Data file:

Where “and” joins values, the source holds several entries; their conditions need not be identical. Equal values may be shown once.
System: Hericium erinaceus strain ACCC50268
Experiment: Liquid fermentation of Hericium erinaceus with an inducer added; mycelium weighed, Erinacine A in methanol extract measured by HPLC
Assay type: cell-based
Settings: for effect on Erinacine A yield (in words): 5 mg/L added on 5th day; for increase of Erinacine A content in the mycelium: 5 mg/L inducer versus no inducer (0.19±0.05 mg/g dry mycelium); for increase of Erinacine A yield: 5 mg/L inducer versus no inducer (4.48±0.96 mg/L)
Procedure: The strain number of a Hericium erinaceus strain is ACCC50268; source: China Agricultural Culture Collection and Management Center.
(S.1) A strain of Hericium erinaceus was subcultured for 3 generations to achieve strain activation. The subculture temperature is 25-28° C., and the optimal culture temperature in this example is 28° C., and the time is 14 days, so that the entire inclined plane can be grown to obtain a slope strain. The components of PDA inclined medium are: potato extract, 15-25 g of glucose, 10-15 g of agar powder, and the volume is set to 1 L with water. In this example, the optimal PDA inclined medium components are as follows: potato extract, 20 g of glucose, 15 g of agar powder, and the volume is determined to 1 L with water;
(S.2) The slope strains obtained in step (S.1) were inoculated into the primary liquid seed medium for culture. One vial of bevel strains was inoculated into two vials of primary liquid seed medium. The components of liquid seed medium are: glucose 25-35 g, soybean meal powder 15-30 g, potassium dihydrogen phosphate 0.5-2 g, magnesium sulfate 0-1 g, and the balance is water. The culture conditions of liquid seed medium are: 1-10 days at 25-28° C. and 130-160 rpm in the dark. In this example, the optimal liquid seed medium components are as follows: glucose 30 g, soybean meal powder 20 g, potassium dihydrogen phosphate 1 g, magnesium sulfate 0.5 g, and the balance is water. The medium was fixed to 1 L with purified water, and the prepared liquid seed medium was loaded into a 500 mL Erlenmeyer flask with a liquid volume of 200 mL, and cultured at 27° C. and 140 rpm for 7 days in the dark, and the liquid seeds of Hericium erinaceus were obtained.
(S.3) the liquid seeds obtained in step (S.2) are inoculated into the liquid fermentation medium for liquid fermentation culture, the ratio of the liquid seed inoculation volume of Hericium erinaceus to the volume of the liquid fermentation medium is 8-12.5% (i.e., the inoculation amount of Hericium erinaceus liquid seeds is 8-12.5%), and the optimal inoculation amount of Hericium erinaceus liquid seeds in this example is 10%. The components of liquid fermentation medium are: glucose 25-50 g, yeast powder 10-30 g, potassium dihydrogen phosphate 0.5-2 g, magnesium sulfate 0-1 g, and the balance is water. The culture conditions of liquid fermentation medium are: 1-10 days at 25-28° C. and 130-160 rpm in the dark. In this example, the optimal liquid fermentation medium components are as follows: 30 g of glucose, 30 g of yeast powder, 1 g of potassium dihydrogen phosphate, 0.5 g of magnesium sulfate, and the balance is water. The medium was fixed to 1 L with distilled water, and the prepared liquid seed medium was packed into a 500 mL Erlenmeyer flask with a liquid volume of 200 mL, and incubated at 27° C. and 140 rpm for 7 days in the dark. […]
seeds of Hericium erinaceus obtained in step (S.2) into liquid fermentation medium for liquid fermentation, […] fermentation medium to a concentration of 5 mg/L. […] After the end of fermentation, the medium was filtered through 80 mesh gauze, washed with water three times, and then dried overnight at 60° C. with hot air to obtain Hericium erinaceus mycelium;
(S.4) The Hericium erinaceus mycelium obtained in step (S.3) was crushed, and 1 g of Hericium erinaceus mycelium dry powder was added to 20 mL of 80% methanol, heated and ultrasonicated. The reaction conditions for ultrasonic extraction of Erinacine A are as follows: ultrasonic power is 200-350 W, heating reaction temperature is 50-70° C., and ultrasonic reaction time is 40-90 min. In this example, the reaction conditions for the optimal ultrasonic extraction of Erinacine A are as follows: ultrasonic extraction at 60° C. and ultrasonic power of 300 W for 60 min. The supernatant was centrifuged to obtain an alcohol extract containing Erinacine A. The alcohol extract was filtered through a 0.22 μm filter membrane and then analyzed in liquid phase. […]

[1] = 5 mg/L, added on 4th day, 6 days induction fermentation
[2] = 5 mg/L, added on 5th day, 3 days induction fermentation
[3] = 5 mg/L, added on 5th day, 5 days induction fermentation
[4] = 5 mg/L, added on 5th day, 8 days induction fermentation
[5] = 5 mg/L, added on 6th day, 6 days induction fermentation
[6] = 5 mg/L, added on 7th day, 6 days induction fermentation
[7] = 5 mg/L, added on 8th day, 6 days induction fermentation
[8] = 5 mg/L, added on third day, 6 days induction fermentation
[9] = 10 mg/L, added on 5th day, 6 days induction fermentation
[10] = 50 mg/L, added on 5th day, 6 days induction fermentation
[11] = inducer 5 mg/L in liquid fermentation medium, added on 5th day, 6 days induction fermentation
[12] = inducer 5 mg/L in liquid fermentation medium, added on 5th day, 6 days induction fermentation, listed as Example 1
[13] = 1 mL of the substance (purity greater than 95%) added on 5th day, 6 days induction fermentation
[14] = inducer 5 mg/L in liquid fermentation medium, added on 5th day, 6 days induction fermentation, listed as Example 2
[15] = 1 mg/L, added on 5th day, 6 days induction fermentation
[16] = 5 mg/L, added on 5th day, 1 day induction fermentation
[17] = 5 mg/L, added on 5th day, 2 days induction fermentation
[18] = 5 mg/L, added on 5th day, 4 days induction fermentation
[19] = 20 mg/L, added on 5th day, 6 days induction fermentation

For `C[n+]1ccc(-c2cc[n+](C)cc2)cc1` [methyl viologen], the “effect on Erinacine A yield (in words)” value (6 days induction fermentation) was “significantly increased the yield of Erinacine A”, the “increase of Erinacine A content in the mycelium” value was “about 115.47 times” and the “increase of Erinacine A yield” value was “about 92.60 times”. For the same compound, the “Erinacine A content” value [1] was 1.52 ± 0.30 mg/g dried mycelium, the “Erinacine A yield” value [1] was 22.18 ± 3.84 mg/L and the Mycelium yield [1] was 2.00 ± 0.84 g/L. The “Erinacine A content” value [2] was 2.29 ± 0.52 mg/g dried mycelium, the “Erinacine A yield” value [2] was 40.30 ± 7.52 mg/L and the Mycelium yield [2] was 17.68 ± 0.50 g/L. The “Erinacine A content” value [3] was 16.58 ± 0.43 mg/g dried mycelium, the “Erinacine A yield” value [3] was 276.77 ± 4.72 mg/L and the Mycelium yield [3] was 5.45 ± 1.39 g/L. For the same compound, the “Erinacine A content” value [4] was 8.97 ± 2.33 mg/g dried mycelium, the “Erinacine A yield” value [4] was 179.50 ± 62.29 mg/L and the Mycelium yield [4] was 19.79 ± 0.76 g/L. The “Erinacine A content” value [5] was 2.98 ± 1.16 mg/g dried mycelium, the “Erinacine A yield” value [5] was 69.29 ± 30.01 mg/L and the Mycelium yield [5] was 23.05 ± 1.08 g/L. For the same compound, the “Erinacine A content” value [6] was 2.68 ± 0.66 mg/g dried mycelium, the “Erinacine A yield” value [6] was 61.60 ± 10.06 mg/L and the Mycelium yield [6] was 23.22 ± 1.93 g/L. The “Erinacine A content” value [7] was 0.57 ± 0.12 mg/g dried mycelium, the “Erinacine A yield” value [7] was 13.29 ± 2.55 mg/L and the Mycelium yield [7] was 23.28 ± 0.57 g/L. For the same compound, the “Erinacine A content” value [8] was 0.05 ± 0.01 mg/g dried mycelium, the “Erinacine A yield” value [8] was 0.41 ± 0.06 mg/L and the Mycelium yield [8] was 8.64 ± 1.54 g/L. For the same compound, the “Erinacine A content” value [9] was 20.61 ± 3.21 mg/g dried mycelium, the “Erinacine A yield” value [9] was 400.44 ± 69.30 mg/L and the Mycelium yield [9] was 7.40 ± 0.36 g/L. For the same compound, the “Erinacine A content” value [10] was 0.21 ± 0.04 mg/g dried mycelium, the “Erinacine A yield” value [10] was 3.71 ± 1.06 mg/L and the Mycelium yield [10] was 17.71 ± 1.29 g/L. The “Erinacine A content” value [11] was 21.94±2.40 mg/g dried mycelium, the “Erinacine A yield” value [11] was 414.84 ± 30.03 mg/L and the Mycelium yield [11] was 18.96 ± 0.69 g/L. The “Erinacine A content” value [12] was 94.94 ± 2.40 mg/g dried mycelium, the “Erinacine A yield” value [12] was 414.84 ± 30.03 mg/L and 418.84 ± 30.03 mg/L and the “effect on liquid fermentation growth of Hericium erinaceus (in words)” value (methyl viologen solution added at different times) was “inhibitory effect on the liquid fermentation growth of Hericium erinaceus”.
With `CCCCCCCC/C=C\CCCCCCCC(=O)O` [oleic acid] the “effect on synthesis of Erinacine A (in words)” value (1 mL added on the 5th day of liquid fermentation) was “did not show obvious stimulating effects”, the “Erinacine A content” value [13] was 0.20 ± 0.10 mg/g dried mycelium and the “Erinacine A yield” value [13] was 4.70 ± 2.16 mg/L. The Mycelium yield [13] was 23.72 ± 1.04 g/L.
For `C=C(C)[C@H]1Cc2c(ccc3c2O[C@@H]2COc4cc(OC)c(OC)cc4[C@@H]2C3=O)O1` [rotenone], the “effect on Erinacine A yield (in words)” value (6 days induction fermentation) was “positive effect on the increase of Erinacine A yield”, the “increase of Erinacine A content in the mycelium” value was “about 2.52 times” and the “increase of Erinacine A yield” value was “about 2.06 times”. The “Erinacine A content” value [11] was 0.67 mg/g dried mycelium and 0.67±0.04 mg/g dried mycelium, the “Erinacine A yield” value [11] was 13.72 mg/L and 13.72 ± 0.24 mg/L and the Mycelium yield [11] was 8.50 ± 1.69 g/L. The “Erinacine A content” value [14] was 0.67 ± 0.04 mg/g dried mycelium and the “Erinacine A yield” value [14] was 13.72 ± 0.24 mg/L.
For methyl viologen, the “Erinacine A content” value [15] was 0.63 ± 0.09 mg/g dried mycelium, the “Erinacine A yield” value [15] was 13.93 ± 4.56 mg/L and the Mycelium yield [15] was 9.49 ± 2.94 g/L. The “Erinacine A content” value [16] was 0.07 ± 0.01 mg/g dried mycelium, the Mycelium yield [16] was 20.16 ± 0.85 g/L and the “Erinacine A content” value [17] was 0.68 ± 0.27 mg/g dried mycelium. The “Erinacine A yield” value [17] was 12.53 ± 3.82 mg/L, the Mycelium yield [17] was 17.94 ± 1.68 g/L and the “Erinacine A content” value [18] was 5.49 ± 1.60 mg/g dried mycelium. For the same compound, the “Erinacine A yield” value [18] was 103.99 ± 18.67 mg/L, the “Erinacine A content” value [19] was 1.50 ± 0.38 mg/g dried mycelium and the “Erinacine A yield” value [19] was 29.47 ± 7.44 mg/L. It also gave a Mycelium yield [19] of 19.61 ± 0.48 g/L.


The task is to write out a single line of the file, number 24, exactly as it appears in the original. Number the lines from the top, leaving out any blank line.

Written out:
[13] = 1 mL of the substance (purity greater than 95%) added on 5th day, 6 days induction fermentation